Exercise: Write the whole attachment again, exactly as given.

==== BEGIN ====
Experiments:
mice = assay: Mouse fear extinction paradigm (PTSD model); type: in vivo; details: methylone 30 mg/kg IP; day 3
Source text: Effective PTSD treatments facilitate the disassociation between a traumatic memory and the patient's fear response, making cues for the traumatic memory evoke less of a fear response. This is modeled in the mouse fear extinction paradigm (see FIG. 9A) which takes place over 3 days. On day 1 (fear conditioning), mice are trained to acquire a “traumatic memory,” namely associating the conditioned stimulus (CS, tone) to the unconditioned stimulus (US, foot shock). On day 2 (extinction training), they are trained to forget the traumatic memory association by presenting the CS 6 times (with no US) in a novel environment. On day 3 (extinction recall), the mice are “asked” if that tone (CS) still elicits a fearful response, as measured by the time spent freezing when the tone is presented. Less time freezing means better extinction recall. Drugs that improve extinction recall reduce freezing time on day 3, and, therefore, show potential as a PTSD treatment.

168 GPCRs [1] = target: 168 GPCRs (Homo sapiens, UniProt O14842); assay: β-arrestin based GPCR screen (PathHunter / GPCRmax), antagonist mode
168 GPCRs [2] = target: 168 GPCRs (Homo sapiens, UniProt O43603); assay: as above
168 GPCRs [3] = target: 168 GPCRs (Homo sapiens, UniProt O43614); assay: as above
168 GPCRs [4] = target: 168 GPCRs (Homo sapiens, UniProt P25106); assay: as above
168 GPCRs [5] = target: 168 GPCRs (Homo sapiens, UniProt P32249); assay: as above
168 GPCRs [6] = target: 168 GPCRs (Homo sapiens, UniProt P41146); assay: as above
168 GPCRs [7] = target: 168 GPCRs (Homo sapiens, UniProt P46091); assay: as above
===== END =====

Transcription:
Experiments:
mice = assay: Mouse fear extinction paradigm (PTSD model); type: in vivo; details: methylone 30 mg/kg IP; day 3
Source text: Effective PTSD treatments facilitate the disassociation between a traumatic memory and the patient's fear response, making cues for the traumatic memory evoke less of a fear response. This is modeled in the mouse fear extinction paradigm (see FIG. 9A) which takes place over 3 days. On day 1 (fear conditioning), mice are trained to acquire a “traumatic memory,” namely associating the conditioned stimulus (CS, tone) to the unconditioned stimulus (US, foot shock). On day 2 (extinction training), they are trained to forget the traumatic memory association by presenting the CS 6 times (with no US) in a novel environment. On day 3 (extinction recall), the mice are “asked” if that tone (CS) still elicits a fearful response, as measured by the time spent freezing when the tone is presented. Less time freezing means better extinction recall. Drugs that improve extinction recall reduce freezing time on day 3, and, therefore, show potential as a PTSD treatment.

168 GPCRs [1] = target: 168 GPCRs (Homo sapiens, UniProt O14842); assay: β-arrestin based GPCR screen (PathHunter / GPCRmax), antagonist mode
168 GPCRs [2] = target: 168 GPCRs (Homo sapiens, UniProt O43603); assay: as above
168 GPCRs [3] = target: 168 GPCRs (Homo sapiens, UniProt O43614); assay: as above
168 GPCRs [4] = target: 168 GPCRs (Homo sapiens, UniProt P25106); assay: as above
168 GPCRs [5] = target: 168 GPCRs (Homo sapiens, UniProt P32249); assay: as above
168 GPCRs [6] = target: 168 GPCRs (Homo sapiens, UniProt P41146); assay: as above
168 GPCRs [7] = target: 168 GPCRs (Homo sapiens, UniProt P46091); assay: as above